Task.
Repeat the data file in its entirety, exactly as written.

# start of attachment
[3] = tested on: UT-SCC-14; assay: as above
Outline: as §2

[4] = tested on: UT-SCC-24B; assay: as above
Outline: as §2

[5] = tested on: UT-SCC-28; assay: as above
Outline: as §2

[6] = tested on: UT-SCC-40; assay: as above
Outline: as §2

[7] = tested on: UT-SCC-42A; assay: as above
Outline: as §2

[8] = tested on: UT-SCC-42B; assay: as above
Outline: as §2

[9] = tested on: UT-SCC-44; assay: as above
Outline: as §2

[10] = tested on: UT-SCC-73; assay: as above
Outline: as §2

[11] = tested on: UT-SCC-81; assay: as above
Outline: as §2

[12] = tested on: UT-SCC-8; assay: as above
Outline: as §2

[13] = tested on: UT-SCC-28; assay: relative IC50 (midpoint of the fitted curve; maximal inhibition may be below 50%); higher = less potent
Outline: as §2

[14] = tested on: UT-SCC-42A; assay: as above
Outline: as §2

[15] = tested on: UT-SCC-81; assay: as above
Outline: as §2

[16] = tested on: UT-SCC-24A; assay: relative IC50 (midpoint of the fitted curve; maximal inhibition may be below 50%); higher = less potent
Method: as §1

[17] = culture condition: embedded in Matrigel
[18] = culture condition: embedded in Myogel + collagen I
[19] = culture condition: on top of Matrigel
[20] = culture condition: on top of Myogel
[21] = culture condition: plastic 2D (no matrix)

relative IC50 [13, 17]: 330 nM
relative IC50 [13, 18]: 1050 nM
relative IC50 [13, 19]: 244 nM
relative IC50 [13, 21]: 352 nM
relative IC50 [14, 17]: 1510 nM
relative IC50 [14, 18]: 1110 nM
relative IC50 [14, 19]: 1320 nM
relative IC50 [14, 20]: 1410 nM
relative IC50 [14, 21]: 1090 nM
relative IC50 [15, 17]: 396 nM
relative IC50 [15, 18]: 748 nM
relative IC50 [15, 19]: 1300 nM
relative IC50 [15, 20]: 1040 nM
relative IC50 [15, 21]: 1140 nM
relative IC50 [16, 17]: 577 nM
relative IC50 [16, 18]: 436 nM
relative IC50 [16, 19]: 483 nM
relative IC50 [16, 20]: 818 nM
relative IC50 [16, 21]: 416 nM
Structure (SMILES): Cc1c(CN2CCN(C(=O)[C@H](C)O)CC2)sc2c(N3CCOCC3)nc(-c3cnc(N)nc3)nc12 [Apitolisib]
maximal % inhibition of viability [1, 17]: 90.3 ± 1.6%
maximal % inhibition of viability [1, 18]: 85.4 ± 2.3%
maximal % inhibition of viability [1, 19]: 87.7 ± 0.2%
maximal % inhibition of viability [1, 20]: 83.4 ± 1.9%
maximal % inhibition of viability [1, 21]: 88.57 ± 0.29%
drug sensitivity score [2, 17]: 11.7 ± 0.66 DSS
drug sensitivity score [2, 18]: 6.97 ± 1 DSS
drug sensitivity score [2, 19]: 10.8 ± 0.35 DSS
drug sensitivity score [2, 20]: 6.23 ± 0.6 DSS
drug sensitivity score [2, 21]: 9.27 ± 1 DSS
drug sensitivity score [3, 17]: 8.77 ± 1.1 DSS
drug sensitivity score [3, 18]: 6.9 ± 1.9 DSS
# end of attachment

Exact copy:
[3] = tested on: UT-SCC-14; assay: as above
Outline: as §2

[4] = tested on: UT-SCC-24B; assay: as above
Outline: as §2

[5] = tested on: UT-SCC-28; assay: as above
Outline: as §2

[6] = tested on: UT-SCC-40; assay: as above
Outline: as §2

[7] = tested on: UT-SCC-42A; assay: as above
Outline: as §2

[8] = tested on: UT-SCC-42B; assay: as above
Outline: as §2

[9] = tested on: UT-SCC-44; assay: as above
Outline: as §2

[10] = tested on: UT-SCC-73; assay: as above
Outline: as §2

[11] = tested on: UT-SCC-81; assay: as above
Outline: as §2

[12] = tested on: UT-SCC-8; assay: as above
Outline: as §2

[13] = tested on: UT-SCC-28; assay: relative IC50 (midpoint of the fitted curve; maximal inhibition may be below 50%); higher = less potent
Outline: as §2

[14] = tested on: UT-SCC-42A; assay: as above
Outline: as §2

[15] = tested on: UT-SCC-81; assay: as above
Outline: as §2

[16] = tested on: UT-SCC-24A; assay: relative IC50 (midpoint of the fitted curve; maximal inhibition may be below 50%); higher = less potent
Method: as §1

[17] = culture condition: embedded in Matrigel
[18] = culture condition: embedded in Myogel + collagen I
[19] = culture condition: on top of Matrigel
[20] = culture condition: on top of Myogel
[21] = culture condition: plastic 2D (no matrix)

relative IC50 [13, 17]: 330 nM
relative IC50 [13, 18]: 1050 nM
relative IC50 [13, 19]: 244 nM
relative IC50 [13, 21]: 352 nM
relative IC50 [14, 17]: 1510 nM
relative IC50 [14, 18]: 1110 nM
relative IC50 [14, 19]: 1320 nM
relative IC50 [14, 20]: 1410 nM
relative IC50 [14, 21]: 1090 nM
relative IC50 [15, 17]: 396 nM
relative IC50 [15, 18]: 748 nM
relative IC50 [15, 19]: 1300 nM
relative IC50 [15, 20]: 1040 nM
relative IC50 [15, 21]: 1140 nM
relative IC50 [16, 17]: 577 nM
relative IC50 [16, 18]: 436 nM
relative IC50 [16, 19]: 483 nM
relative IC50 [16, 20]: 818 nM
relative IC50 [16, 21]: 416 nM
Structure (SMILES): Cc1c(CN2CCN(C(=O)[C@H](C)O)CC2)sc2c(N3CCOCC3)nc(-c3cnc(N)nc3)nc12 [Apitolisib]
maximal % inhibition of viability [1, 17]: 90.3 ± 1.6%
maximal % inhibition of viability [1, 18]: 85.4 ± 2.3%
maximal % inhibition of viability [1, 19]: 87.7 ± 0.2%
maximal % inhibition of viability [1, 20]: 83.4 ± 1.9%
maximal % inhibition of viability [1, 21]: 88.57 ± 0.29%
drug sensitivity score [2, 17]: 11.7 ± 0.66 DSS
drug sensitivity score [2, 18]: 6.97 ± 1 DSS
drug sensitivity score [2, 19]: 10.8 ± 0.35 DSS
drug sensitivity score [2, 20]: 6.23 ± 0.6 DSS
drug sensitivity score [2, 21]: 9.27 ± 1 DSS
drug sensitivity score [3, 17]: 8.77 ± 1.1 DSS
drug sensitivity score [3, 18]: 6.9 ± 1.9 DSS